Where are the studies to evaluate the effects of "too-early" enforcement of ADHD meds like Ritalin by our school officials? Or doctors prescribing usage of anti-psychotic meds on our young bodies and brains? In my personal opinion, I see these drugs prescribed to our children as the driving cause of the on-sight of mental illness (i.e. psychosis in later years). These drugs are altering the brain and personality development of our youth and creating a drug dependency for the rest of their life.

I try to read your articles of research discoveries with a sense of hope for my son suffering from schizophrenia, but do NOT see anything being done in the near-term with any positive outcomes. Where is all this leading, and what is being done to "help" our loved ones suffering from this crippling disease? Despite our country's desperate need to act now to address issues driving and impacting this mental health crisis, I am not feeling the" hope".

Our community officials and organizations are continually decreasing funds for facilities available to intervene at first onset of these diseases, enlighten and offer a sense of hope for those ill, thereby preventing years of lack of and/or misdiagnosis. My son and family have suffered for 11 years before finally able to even begin to obtain effective, long-term, intensive treatment for his debilitating disease, despite years of our cries for help. We live in one of the highest per-capita income counties in the country. Yet the "help", facilities, effective state and community services are NOT available. Only when legal issues are involved as a result of the mental condition, can one get the help they need. That "fact" is NOT being addressed, NOT the driving force for changes to the "medical/mental system" or "laws", and it's NOT acceptable for our country to continue to neglect our ill and not mandate necessary changes to this crisis we are all being subjected to (directly or indirectly) .

Let us all mandate establishment of the much-needed facilities and early-intervention for our family, friends, neighbors, and associates.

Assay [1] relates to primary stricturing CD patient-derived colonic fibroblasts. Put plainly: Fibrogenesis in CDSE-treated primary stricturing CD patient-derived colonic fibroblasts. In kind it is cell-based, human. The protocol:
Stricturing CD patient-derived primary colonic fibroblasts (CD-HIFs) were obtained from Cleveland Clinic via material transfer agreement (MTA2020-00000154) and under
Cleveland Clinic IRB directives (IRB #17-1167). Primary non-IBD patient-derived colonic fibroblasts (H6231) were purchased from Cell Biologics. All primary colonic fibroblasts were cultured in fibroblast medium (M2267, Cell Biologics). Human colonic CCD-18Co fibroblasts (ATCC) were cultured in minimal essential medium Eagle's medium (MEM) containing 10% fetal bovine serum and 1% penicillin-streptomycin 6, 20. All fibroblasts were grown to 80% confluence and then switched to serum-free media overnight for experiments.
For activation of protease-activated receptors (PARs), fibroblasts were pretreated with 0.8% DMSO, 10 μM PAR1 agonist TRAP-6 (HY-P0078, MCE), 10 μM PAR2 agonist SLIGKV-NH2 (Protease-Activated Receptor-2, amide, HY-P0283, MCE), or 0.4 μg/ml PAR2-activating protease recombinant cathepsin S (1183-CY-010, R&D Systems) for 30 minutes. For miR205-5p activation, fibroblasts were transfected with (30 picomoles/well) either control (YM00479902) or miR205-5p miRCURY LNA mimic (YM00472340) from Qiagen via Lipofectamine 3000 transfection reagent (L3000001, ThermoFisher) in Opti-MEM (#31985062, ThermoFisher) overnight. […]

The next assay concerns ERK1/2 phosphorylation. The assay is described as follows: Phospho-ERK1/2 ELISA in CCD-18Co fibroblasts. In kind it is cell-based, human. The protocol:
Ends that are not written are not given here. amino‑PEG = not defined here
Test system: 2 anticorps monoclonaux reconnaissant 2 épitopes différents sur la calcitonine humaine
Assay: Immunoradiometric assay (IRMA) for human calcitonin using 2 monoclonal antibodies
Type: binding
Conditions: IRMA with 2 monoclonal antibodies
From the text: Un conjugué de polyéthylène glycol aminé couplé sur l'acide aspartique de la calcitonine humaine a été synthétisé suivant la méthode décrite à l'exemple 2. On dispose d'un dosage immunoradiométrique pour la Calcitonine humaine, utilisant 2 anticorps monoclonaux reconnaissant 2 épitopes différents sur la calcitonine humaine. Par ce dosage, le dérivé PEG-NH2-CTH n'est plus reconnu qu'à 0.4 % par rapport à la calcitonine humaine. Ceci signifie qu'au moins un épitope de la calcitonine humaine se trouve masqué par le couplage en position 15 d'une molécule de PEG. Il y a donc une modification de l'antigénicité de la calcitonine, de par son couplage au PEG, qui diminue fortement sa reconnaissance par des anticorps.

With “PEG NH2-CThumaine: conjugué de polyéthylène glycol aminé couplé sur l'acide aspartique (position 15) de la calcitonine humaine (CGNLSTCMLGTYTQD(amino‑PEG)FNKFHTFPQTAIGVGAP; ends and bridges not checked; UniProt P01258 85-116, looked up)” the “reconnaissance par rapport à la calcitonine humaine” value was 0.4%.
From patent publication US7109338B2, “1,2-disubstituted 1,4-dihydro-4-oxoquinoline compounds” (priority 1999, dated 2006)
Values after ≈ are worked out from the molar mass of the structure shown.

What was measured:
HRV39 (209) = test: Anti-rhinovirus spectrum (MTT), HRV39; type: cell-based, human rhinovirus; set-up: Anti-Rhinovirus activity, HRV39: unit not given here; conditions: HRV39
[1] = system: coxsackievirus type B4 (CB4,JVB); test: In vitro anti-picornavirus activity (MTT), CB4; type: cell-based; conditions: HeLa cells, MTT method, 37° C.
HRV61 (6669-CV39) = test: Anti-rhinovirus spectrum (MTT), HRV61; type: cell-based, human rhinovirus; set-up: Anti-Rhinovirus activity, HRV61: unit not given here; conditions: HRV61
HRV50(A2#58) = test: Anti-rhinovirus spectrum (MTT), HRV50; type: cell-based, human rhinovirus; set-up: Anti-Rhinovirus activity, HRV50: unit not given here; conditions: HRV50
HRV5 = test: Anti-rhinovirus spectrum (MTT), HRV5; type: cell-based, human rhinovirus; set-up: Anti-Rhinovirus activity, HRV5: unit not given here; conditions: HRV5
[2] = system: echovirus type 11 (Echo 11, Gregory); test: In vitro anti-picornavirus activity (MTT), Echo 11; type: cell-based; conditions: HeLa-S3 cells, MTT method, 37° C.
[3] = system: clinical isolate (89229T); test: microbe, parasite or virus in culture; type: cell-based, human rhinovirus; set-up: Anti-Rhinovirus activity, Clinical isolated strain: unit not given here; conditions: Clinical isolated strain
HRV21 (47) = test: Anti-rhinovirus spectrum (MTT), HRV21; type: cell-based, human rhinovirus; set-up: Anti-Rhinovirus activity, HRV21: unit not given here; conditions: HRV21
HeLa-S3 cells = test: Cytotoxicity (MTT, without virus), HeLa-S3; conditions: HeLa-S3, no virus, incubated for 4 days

As I see it, your role could be one to perform research and studies focused on the chemically-induced effects responsible for the onset of these illnesses and put less emphasis on the "drugs" as a means of sustaining a "normalized" way of living. What is more important genuine care and assistance to our ill to lead normal lives with peace and happiness OR the profits of the controlling, damaging, unethical marketing of pharmaceutical companies? Before you answer that question, heed your conscience and let your thoughts of humane treatment be your guide.

My son hasnt suffered as long as yous has, but i completely understand your frustration at the lack of help available. My son was being treated by a doctor nearly 100 miles from home. Things would go well for a few weeks or months before he would end up back in the hospital. The last time he had a serious episode he was taken to the jail instead of the hospital. That was 10 months ago. The DA office is in agreement that he should be transferred to the state mental hospital, but due to the courts steps and procedures they have to follow, he is still in jail....without treatment. So, from what we have experienced, the help available is not very helpful.

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Please note that researchers cannot give specific recommendations or advice about treatment; diagnosis and treatment are complex and highly individualized processes that require comprehensive face-to- face assessment. Please visit our "Ask an Expert" section to see a list of Q & A with NARSAD Grantees.